Charlie Hebdo marked the opportunity by reprinting the cartoons of the Prophet Muhammad that had angered Muslims around the world. The move was praised by free speech advocates but angered by many Muslim leaders.

Supporters of the persistent Islamist party Tehreek-e-Labbaik Pakistan carry placards and slogans during a protest against the reprint caricature of the Prophet Mohammad by the French magazine Charlie Hebdo in Rawalpindi on Friday

Supporters of the persistent Islamist party Tehreek-e-Labbaik Pakistan carry placards and slogans during a protest against the reprint caricature of the Prophet Mohammad by the French magazine Charlie Hebdo in Rawalpindi on Friday

On Friday, the newspaper announced that its Wednesday edition was sold out on the first day, prompting it to print another 200,000 copies that will appear on newsstands in the coming days.

Lawyer Coutant-Peyre previously represented Zacarias Moussaoui, a French national who pleaded guilty to conspiring to kill American citizens in the 9/11 attacks.

She represented Moussaoui early in his detention. He is currently serving six life sentences without parole at ADX Supermax Federal Prison in Florence, Colorado.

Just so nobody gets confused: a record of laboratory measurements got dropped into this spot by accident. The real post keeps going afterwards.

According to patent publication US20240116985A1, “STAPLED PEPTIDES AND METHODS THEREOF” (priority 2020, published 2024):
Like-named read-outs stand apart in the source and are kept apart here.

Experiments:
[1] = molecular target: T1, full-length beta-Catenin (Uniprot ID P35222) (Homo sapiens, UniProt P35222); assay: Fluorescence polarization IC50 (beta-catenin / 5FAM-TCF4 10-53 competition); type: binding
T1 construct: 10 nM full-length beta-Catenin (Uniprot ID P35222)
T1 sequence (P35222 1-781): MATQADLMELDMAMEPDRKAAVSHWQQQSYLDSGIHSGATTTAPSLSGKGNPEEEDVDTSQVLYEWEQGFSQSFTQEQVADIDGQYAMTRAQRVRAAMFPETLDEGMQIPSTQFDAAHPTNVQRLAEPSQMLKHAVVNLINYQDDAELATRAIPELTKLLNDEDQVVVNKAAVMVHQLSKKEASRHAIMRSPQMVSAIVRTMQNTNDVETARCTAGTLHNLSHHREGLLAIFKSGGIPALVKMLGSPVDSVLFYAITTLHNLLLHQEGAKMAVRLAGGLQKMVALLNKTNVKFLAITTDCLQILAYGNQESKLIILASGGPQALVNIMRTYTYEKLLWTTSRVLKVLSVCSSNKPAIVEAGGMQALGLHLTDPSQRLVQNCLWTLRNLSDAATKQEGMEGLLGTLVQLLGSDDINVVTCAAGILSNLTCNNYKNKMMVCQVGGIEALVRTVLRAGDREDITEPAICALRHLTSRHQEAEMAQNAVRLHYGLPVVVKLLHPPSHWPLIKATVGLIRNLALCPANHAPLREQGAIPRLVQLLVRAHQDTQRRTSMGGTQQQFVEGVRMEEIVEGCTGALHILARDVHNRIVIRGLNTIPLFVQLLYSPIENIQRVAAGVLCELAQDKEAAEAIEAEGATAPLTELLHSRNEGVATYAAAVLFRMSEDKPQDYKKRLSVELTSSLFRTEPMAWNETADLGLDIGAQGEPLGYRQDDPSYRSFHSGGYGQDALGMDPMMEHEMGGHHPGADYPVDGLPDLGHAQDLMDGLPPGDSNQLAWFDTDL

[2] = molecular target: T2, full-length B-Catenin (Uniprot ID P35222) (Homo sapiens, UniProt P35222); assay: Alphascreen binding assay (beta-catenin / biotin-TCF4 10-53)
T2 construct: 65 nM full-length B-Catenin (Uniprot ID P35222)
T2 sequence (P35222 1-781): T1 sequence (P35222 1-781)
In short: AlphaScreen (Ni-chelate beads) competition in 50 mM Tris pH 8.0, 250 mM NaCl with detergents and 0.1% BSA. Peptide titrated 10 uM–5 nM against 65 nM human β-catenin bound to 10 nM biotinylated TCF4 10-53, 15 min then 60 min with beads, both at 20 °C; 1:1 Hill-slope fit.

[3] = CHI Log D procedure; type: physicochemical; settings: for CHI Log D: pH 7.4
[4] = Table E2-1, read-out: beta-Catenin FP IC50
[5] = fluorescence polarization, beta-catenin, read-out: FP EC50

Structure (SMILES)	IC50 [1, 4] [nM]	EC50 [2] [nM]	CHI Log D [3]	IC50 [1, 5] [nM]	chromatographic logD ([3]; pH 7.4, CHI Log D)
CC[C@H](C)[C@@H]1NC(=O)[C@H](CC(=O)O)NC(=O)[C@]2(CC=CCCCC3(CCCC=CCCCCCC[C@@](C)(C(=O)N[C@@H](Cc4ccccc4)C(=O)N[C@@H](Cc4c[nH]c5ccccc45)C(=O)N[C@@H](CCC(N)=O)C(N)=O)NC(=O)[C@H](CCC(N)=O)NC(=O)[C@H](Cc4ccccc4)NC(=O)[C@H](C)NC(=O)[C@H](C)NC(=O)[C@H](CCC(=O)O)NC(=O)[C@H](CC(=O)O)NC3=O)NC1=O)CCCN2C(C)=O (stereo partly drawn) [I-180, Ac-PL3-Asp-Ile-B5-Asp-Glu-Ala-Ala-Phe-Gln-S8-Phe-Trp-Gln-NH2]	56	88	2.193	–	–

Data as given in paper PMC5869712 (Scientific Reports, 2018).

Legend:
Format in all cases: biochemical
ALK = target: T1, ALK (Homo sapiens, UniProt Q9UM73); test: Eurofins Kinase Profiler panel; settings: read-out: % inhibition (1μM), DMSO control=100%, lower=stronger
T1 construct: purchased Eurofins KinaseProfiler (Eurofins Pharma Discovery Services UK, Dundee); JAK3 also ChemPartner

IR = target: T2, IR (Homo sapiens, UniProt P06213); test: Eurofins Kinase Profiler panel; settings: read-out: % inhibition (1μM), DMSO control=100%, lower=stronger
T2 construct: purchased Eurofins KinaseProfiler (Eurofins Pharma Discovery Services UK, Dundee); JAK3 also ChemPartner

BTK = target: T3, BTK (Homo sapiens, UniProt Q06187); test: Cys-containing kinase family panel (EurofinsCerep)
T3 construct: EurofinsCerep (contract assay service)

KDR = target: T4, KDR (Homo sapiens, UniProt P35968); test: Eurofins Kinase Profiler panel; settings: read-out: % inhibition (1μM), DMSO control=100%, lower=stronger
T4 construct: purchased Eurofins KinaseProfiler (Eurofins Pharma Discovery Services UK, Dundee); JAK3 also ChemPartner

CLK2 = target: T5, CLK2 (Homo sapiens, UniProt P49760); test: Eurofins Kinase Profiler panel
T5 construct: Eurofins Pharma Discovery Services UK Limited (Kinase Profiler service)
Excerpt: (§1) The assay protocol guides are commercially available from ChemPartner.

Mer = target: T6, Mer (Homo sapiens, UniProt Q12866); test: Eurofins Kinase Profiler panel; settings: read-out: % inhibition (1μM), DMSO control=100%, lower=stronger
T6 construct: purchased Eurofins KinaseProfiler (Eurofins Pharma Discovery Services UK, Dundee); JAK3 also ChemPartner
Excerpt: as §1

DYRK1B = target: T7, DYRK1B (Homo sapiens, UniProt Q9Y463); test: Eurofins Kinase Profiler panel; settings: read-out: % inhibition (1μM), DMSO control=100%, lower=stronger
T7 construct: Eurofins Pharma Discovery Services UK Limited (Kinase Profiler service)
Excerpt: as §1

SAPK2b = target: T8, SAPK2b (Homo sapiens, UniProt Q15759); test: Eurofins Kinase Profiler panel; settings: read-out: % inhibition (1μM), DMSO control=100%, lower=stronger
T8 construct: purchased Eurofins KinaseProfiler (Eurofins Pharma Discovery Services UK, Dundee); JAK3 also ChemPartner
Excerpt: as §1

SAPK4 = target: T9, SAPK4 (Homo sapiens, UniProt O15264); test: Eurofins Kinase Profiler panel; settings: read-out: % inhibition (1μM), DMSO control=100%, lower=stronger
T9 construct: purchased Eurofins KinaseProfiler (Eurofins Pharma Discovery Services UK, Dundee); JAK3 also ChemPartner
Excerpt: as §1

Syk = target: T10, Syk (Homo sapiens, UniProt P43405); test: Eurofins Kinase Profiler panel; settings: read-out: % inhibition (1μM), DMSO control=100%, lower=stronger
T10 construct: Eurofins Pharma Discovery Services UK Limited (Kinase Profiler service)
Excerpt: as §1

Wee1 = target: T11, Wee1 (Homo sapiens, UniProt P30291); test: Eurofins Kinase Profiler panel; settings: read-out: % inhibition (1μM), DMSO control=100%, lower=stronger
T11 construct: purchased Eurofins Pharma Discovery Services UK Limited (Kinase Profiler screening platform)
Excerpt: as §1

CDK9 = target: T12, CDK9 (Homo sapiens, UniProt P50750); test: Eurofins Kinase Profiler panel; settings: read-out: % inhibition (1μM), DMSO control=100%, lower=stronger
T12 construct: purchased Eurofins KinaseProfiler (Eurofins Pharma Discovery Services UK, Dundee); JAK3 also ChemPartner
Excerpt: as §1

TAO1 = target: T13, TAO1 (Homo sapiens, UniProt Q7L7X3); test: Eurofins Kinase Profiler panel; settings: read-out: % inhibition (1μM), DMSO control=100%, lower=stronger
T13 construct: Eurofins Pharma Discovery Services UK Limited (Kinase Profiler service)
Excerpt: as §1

Her clients also include the French serial killer Charles Sobhraj, who chased western tourists in Southeast Asia in the 1970s, and Roger Garaudy, a French philosopher and resistance fighter who was convicted and fined in 1998 for Holocaust denial.

Carlos the jackal

Venezuelan extremist Carlos the Jackal was responsible for a number of atrocities across France in the 1970s and 80s

Venezuelan extremist Carlos the Jackal was responsible for a number of atrocities across France in the 1970s and 80s

Arguably the most notorious international terrorist of his generation, Venezuelan extremist Carlos the Jackal, was responsible for a series of atrocities across France in the 1970s and 80s, in which victims, including police officers, were killed.

Carlos, whose real name is Ilich Ramirez Sanchez, was the most wanted refugee in the world at this time and has been in prison in France since his arrest in the Sudanese capital Khartoum in 1994 by the French elite police.

Carlos was convicted of the murder of two French police officers and an informant in Paris in 1997 and of masterminding attacks on two trains, a train station and a Paris street in 2011, killing 11 people and injuring another 150.

He sealed his prominence in 1975 with the hostage-taking of OPEC oil ministers in Vienna in the name of the Palestinian struggle and became an international weapon for loan from Soviet block guards.

In the 1970s and 1980s, the Marxist militant and self-proclaimed "elite marksman" became the symbol of Cold War anti-imperialism and the number one public enemy for Western governments.

Carlos was finally arrested in 1994 by the French secret services in Sudan, 20 years after his first mission on French soil.